Different Principles of Trademark Protection
As might be expected, the principles of trademark protection in the United States and Japan are different. The Japanese trademark law is based on a first‐to‐file rule. Thus, there are no requirements regarding use of a trademark, and a mark which is not being used can be registered. It is therefore possible to keep a stock of trademarks registered in preparation for future use. Regarding goods and services, goods can be designated which are not used in connection with the mark applied for. Thus, an applicant can designate a wide variety of goods. In terms of renewals, proof of use of the mark is not necessary, making it possible to maintain a registration for a mark which is not in use. A registered mark will only be cancelled when another party requests cancellation based on non‐use. The registration can be cancelled when the mark is not used for three consecutive years.
Judgement of the Similarity of Trademarks and Goods
The judgement of similarity of marks is deeply related to the matter of transliteration. In the examination at the Japanese Patent Office (JPO), marks written in English letters are transliterated and written in Japanese characters called “katakana”, which is a phonetic alphabet used to represent words imported from abroad. The similarity of marks would be judged based on these transliterations which could affect the citing of prior marks during examination. In some cases, there may be various transliterations for a mark written in the English alphabet resulting in the citing of prior marks with the same sounds corresponding to each of the transliterations. Another problem is that even if the alphabetical spellings are different, there are cases in which the marks written in “katakana” are the same. For example, light, right, write, wright, lite, and raito would all be transliterated as ライト. This is because there are only about 50 sounds in the Japanese language, and Japanese people find it difficult to distinguish the different pronunciations of “l” and “r”.
Judgement of the Similarity of Goods and Services
The basic rules for judging the similarity of goods and services are standardized in Japan. Codes called “similar group codes” are established for all goods and services. If we look at the similar group codes of the goods, we can easily judge if they are similar or not. For example, since the same similar group code is given to cameras, cell phones, and televisions, we can see that they are similar to each other. Some of the advantages of this system are that it is easy to predict the registrability of a mark and the examination will proceed more smoothly and quickly.
Our Recommendations to American Companies
In light of the above examination practice and rules, we recommend taking into consideration how your trademark would be written in “katakana” characters when deciding which mark you should file. This is because Japanese consumers are accustomed to “katakana” and marks written using English letters would be written in “katakana” in newspaper articles, magazines and on the Internet.
You should probably register some marks beforehand that might be used in the future and choose a mark later when you actually start using the mark. In Japan, this is common in the automobile, confectionary and cosmetics industries. Since a great deal of marks are stocked despite not being used and old marks which have not been in recent use are still registered, it is believed that perhaps 80% of the registered trademarks are not used in Japan.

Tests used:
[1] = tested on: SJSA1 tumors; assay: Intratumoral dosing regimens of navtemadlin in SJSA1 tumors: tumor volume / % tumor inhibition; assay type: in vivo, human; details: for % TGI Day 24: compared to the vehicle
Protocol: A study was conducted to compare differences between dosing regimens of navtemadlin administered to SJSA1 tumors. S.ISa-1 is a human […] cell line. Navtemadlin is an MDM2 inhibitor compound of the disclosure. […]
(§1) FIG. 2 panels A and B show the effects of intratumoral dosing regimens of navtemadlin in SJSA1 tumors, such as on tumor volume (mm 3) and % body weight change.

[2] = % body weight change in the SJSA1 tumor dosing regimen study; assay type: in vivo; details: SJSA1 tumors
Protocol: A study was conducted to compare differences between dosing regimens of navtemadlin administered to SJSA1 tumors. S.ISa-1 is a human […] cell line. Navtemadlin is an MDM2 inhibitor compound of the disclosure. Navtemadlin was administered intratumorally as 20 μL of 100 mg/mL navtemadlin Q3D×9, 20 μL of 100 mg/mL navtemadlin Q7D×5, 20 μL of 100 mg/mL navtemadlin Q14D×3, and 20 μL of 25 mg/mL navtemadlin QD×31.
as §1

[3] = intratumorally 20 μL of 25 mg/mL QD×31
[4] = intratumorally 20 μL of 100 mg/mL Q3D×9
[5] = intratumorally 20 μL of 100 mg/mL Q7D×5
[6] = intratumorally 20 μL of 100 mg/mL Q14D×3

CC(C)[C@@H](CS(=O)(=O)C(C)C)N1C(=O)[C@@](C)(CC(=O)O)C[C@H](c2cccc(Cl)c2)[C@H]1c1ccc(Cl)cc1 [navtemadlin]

You should consider obtaining broad protection for your business and preventing another party’s use or registration regarding the goods surrounding your core business. It should be noted that there are certain limitations to the range of goods and services which can be designated in a single application. If you exceed these limitations, you would need to file evidence to prove use of the mark in connection with the designated goods. When designating goods, we recommend adopting descriptions of broader concepts which have been accepted by the JPO: for example, descriptions like “clothing”, “chemicals”, “cosmetics”, and “computer programs” are accepted. Of course, descriptions which are too broad and vague will not be accepted.
Advantages and Disadvantages of Using the Madrid Protocol
As is known, use of the Madrid Protocol is cost‐effective when designating many countries. In addition, it is easy to manage international registrations. However, considering the examination at the JPO, an Office Action regarding the description of goods is likely to be issued on an international registration based on a US registration. If you file directly with the JPO, it is possible to communicate with the JPO before filing and avoid most of these kinds of unnecessary Office Actions. Furthermore, since US registrations only designate a limited range of goods for which the marks are actually used, the scope of the rights is very limited. But if you were to file directly in Japan, it would be possible to cover a wide range of goods with broader descriptions unrelated to the registration in the US. Under Japanese practice, US‐based descriptions tend to be too specific and thus we sometimes need to file an explanation of the goods in response to an Office Action. Therefore, in terms of the scope of goods for which you actually use the mark, you should use the Madrid Protocol, but if you wish to obtain broader protection or register marks for future use, it would be better to file directly in Japan.